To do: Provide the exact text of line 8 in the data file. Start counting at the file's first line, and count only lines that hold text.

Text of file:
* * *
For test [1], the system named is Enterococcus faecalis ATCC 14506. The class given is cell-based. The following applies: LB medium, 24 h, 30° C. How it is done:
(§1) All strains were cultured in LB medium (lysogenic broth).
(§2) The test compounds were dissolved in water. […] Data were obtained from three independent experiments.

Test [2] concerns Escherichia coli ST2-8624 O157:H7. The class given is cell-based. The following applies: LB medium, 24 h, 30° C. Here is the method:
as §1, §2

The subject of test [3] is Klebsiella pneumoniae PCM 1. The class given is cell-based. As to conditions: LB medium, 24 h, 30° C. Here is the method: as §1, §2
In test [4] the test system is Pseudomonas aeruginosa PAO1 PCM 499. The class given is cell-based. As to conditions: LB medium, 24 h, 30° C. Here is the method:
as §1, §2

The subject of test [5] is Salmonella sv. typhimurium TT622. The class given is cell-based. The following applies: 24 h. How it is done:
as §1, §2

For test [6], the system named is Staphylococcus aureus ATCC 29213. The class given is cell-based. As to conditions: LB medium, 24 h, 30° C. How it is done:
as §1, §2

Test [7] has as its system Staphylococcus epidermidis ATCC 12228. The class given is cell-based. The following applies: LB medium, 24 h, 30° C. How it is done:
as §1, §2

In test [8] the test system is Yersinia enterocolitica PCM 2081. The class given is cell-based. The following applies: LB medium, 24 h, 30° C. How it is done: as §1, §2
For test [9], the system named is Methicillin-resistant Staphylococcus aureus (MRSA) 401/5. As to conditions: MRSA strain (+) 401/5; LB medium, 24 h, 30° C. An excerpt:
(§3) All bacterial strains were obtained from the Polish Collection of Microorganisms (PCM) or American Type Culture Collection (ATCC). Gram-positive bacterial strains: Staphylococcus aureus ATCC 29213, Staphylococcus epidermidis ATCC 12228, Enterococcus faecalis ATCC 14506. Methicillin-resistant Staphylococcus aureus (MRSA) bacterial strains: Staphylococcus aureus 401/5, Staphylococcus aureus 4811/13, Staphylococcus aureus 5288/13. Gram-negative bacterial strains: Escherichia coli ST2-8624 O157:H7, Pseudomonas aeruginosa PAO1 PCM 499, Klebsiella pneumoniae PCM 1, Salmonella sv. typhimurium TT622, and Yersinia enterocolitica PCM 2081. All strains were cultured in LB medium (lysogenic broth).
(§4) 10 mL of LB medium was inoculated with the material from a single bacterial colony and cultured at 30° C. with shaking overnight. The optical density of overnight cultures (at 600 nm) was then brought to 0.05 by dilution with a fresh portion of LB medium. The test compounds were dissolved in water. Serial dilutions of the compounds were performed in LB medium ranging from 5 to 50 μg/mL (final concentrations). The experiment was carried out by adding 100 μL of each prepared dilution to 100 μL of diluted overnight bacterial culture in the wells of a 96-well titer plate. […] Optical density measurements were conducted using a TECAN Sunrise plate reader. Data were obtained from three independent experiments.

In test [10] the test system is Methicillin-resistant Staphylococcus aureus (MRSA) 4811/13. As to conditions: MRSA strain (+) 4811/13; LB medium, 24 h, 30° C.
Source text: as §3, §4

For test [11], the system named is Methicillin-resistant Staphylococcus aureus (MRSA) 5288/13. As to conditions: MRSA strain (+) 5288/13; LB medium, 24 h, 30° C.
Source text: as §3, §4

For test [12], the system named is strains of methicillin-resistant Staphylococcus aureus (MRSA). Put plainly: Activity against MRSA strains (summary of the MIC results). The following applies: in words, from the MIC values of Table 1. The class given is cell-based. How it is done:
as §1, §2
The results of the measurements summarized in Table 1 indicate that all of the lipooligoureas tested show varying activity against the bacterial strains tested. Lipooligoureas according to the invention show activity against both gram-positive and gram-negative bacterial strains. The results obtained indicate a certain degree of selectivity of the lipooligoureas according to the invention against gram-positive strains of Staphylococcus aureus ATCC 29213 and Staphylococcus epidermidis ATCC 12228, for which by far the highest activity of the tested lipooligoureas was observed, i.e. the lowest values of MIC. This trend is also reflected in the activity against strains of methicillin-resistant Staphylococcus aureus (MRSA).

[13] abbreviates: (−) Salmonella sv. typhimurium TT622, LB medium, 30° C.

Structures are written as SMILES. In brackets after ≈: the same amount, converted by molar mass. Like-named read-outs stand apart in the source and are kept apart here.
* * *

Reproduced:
as §1, §2